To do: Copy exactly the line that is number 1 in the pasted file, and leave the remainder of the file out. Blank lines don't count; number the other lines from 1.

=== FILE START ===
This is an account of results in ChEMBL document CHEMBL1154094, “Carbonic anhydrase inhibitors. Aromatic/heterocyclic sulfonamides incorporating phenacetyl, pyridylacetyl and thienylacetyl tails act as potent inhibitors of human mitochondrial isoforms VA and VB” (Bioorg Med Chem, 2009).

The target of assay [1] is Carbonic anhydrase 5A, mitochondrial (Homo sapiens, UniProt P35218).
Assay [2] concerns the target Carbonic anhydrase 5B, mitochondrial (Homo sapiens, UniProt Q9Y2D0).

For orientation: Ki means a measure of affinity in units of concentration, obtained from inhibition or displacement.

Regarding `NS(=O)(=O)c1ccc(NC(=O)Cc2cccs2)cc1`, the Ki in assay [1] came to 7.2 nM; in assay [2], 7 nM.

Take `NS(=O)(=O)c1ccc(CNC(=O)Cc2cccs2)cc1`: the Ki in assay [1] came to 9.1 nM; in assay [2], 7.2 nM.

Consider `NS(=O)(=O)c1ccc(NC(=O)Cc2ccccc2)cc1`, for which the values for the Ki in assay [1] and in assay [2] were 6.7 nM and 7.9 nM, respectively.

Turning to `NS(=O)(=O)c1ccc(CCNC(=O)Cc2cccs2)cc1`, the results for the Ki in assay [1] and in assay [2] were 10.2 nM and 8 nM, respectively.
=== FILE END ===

This is an account of results in ChEMBL document CHEMBL1154094, “Carbonic anhydrase inhibitors. Aromatic/heterocyclic sulfonamides incorporating phenacetyl, pyridylacetyl and thienylacetyl tails act as potent inhibitors of human mitochondrial isoforms VA and VB” (Bioorg Med Chem, 2009).